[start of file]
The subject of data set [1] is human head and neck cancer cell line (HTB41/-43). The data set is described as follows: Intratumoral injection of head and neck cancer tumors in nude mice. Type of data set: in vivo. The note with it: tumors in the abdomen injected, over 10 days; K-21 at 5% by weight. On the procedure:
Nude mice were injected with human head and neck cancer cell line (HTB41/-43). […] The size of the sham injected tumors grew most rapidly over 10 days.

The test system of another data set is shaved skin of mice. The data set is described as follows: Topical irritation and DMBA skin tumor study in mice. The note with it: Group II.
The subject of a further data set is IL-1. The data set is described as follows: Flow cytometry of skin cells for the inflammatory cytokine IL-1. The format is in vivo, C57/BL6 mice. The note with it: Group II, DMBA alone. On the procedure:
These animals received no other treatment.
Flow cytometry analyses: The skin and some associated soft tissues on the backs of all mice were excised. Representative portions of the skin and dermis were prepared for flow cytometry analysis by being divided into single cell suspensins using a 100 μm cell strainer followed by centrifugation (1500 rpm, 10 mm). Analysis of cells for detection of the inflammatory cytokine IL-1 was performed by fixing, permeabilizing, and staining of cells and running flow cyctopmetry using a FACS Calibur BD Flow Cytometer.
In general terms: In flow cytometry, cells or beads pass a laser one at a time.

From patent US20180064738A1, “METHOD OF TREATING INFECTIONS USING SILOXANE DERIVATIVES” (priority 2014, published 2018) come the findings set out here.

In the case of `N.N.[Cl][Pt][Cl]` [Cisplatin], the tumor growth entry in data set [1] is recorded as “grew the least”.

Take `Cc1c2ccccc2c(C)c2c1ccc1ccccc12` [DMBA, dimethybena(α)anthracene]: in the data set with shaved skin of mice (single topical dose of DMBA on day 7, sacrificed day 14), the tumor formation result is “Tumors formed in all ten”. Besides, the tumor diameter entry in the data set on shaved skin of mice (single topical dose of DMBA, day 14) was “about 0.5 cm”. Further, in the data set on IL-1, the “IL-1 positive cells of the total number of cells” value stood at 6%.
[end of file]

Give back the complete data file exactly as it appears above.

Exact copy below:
The subject of data set [1] is human head and neck cancer cell line (HTB41/-43). The data set is described as follows: Intratumoral injection of head and neck cancer tumors in nude mice. Type of data set: in vivo. The note with it: tumors in the abdomen injected, over 10 days; K-21 at 5% by weight. On the procedure:
Nude mice were injected with human head and neck cancer cell line (HTB41/-43). […] The size of the sham injected tumors grew most rapidly over 10 days.

The test system of another data set is shaved skin of mice. The data set is described as follows: Topical irritation and DMBA skin tumor study in mice. The note with it: Group II.
The subject of a further data set is IL-1. The data set is described as follows: Flow cytometry of skin cells for the inflammatory cytokine IL-1. The format is in vivo, C57/BL6 mice. The note with it: Group II, DMBA alone. On the procedure:
These animals received no other treatment.
Flow cytometry analyses: The skin and some associated soft tissues on the backs of all mice were excised. Representative portions of the skin and dermis were prepared for flow cytometry analysis by being divided into single cell suspensins using a 100 μm cell strainer followed by centrifugation (1500 rpm, 10 mm). Analysis of cells for detection of the inflammatory cytokine IL-1 was performed by fixing, permeabilizing, and staining of cells and running flow cyctopmetry using a FACS Calibur BD Flow Cytometer.
In general terms: In flow cytometry, cells or beads pass a laser one at a time.

From patent US20180064738A1, “METHOD OF TREATING INFECTIONS USING SILOXANE DERIVATIVES” (priority 2014, published 2018) come the findings set out here.

In the case of `N.N.[Cl][Pt][Cl]` [Cisplatin], the tumor growth entry in data set [1] is recorded as “grew the least”.

Take `Cc1c2ccccc2c(C)c2c1ccc1ccccc12` [DMBA, dimethybena(α)anthracene]: in the data set with shaved skin of mice (single topical dose of DMBA on day 7, sacrificed day 14), the tumor formation result is “Tumors formed in all ten”. Besides, the tumor diameter entry in the data set on shaved skin of mice (single topical dose of DMBA, day 14) was “about 0.5 cm”. Further, in the data set on IL-1, the “IL-1 positive cells of the total number of cells” value stood at 6%.